This book tells the story of how the convergence between corporate sustainability and sustainable investing is now becoming a major force driving systemic market changes. The idea and practice of corporate sustainability is no longer a niche movement. It is now on the agenda of the boardrooms of leading corporations on all continents. At the same time, investors are increasingly paying attention to sustainability factors in their analysis and decision-making, thus reinforcing market transformation. This book discusses the link between sustainability and investment practices—a link which is increasingly discussed under the Environment, Social, Governance (ESG) label. Although a number of terms and definitions populate the broader field of sustainable investing (see the overview by the Institute of International Finance, 2019), we follow the Principles of Responsible Investment (PRI) and see such investing as an approach “to incorporate ESG factors in investment decisions and active ownership” (PRI, 2019). Some of the chapters in this volume even move beyond sustainable investment in the narrow sense, for instance by highlighting the role of banking (Chapter 8 by Eric Usher).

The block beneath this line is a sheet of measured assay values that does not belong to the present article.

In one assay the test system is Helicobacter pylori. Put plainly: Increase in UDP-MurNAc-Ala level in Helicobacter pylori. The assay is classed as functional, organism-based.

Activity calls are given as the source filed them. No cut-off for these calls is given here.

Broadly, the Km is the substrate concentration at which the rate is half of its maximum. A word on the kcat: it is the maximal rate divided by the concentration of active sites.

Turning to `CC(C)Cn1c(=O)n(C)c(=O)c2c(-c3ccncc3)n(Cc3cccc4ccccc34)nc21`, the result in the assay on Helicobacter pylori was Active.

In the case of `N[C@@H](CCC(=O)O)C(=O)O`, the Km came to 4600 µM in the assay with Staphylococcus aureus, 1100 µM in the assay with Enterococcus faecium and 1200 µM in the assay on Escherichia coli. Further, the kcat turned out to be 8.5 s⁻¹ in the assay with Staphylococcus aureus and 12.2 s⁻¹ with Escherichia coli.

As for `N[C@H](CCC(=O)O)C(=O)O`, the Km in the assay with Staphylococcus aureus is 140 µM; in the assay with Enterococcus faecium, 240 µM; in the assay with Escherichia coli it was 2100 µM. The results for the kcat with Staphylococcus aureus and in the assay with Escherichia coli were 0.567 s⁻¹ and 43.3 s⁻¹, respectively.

Sustainable investing is not about philanthropy or giving up returns. The value of investments is not only determined by short-term profits but influenced by many long-term global drivers, including technology, natural resources and the environment, geopolitics, the inter-dependencies of globalization, shifts in social norms, inequality, and demographics (see e.g., McAfee, 2019). One important implication of considering these drivers is that we need to rethink how externalities impact systemic risks and the long-term financial implications they may have. Considering these drivers is also essential to ensure the long-term viability of investments, because investors should strive to avoid risks that may compromise long-term economic value. Colin Mayer (2018, p. 132) recently summarized this as follows: “The survival of firms depends as much as we do on the maintenance not only of physical and financial capital but also of natural, human, and social capital.”